The pandemic is expected to drive CO2 emissions down 6% this year, in what would be the biggest yearly drop since World War II. Is that a silver lining — combating climate change — as people don’t have so many carbon footprints?
Yes, but that’s really an unsustainable situation. Unfortunately, carbon emissions are pretty closely related to economic activities. So if you stop producing things, you lower your carbon, but you also get a lot poorer. So I’m not sure that’s a good solution in the long run.
On the U.S.
“The problem is that our political alignments have become cultural sources of identity. And so, for people who like Donald Trump, downplaying the epidemic and showing that you’re not scared of the virus has become the mark that you are part of this team.”
Audrey Jiajia Li: In your recent article (published in the Atlantic), you mention that the crucial determinant in performance will not be regime type, but the state’s capacity and, above all, trust in government. As for the U.S., you said while it may be slow to act at first, once it is up to speed, it can match the capabilities of most authoritarian governments, including China’s. But can we say we are still not there yet?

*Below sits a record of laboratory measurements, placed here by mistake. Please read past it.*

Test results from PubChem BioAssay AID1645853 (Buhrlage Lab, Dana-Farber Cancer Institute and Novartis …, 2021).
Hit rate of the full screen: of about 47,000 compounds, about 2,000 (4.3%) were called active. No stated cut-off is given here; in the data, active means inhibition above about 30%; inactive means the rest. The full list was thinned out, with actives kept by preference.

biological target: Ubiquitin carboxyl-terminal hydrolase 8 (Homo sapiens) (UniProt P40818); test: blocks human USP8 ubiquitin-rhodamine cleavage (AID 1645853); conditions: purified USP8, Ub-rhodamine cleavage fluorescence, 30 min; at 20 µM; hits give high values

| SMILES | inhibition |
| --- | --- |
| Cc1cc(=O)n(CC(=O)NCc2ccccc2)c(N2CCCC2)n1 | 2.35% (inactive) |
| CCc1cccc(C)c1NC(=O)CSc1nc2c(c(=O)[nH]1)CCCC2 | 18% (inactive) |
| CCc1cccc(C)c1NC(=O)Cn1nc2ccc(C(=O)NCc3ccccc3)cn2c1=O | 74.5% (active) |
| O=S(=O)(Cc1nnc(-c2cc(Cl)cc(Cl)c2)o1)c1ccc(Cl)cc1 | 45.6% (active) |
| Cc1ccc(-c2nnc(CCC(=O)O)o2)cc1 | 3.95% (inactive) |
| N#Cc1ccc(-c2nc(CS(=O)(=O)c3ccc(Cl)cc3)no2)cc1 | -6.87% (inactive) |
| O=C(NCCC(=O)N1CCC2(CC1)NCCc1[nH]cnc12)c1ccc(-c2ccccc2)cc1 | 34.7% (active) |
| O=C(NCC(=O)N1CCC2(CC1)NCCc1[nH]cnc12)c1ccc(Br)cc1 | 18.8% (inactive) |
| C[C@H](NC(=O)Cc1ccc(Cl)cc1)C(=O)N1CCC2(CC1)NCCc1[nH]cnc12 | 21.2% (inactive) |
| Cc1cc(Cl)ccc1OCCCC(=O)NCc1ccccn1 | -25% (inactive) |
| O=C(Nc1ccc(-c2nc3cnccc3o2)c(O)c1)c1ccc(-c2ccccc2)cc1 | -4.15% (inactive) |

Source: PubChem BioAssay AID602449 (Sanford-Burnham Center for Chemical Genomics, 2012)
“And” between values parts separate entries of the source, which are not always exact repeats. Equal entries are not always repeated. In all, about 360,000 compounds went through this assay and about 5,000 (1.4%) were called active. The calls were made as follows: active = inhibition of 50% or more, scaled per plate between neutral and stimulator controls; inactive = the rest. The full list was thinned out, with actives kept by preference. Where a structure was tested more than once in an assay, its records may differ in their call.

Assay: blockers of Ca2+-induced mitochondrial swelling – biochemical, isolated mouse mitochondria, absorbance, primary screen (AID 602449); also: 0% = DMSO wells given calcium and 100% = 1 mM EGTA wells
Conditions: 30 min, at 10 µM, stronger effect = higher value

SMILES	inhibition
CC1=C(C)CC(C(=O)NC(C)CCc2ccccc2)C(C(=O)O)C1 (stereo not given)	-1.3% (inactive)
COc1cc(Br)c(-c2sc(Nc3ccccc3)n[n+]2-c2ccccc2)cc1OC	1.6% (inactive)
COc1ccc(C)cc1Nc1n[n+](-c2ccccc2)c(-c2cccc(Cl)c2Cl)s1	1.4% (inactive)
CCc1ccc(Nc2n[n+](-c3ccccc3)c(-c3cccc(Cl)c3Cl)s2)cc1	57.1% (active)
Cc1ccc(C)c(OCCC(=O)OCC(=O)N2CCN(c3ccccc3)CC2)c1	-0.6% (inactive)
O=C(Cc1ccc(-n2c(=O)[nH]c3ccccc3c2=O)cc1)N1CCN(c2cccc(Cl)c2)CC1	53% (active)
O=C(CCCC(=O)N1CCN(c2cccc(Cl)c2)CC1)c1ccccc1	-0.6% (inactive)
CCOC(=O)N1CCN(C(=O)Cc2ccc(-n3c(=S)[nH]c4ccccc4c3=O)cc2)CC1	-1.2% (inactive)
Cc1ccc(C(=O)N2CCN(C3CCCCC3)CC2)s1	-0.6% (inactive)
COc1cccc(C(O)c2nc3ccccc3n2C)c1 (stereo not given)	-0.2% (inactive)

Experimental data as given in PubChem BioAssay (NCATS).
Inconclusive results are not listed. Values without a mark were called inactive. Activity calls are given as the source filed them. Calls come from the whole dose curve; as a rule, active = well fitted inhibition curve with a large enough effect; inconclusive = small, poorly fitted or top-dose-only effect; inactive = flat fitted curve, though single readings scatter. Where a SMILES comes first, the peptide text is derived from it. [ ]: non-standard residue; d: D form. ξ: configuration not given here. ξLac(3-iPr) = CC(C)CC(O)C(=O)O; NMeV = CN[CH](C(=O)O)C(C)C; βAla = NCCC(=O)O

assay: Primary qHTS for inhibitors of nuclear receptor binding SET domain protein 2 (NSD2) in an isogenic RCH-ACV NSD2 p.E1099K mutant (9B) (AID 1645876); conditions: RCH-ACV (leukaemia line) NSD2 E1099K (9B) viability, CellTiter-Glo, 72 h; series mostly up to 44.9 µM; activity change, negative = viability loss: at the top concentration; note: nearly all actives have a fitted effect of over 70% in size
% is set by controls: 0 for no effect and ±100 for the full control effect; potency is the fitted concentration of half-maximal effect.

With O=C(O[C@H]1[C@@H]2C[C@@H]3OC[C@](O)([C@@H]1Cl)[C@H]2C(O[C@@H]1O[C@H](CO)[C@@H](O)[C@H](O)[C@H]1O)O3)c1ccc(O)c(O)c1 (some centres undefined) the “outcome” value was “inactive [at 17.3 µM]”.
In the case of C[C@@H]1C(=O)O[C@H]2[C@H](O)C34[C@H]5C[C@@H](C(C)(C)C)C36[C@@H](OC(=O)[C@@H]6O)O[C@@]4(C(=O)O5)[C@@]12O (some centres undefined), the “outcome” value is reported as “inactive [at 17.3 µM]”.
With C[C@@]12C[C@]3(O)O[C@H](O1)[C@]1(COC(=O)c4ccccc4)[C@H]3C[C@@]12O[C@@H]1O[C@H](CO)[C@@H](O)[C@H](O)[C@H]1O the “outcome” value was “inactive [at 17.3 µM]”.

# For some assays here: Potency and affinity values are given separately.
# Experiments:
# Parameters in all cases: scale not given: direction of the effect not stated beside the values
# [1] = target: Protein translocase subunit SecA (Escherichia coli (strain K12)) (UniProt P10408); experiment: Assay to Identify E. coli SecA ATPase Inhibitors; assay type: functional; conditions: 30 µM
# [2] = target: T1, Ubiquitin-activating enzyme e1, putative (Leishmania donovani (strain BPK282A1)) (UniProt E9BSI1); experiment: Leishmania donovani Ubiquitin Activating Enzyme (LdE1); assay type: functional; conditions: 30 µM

Fukuyama: I said two things. You need basic state capacity, and democracies are not necessarily worse. But the other problem is that you also need trust in government, and right now that’s something we really don’t have because of this high degree of political polarization in the United States. So there have been a lot of protests by red-state citizens and politicians against the shutdowns because, unfortunately, that issue becomes polarized.
This is just one of the unfortunate political conditions of the United States at the moment. I think if we had a different president, we wouldn’t be in the same situation. I think Trump may be gone by November, then we can get back to a more normal kind of leader, but until that happens, I’m afraid we are stuck in this situation.
So you think the president should bear the most responsibility?
Yes, I think as the leader, he did have a big responsibility to step up to this task. And this is one of the problems with electing somebody with as little background and knowledge as our president has. But it’s also rooted in this division that exists in American society, which existed before Trump was elected and unfortunately will probably continue after it. I think it’s really the biggest weakness of the United States right now.
You think this pandemic could cost Trump’s reelection?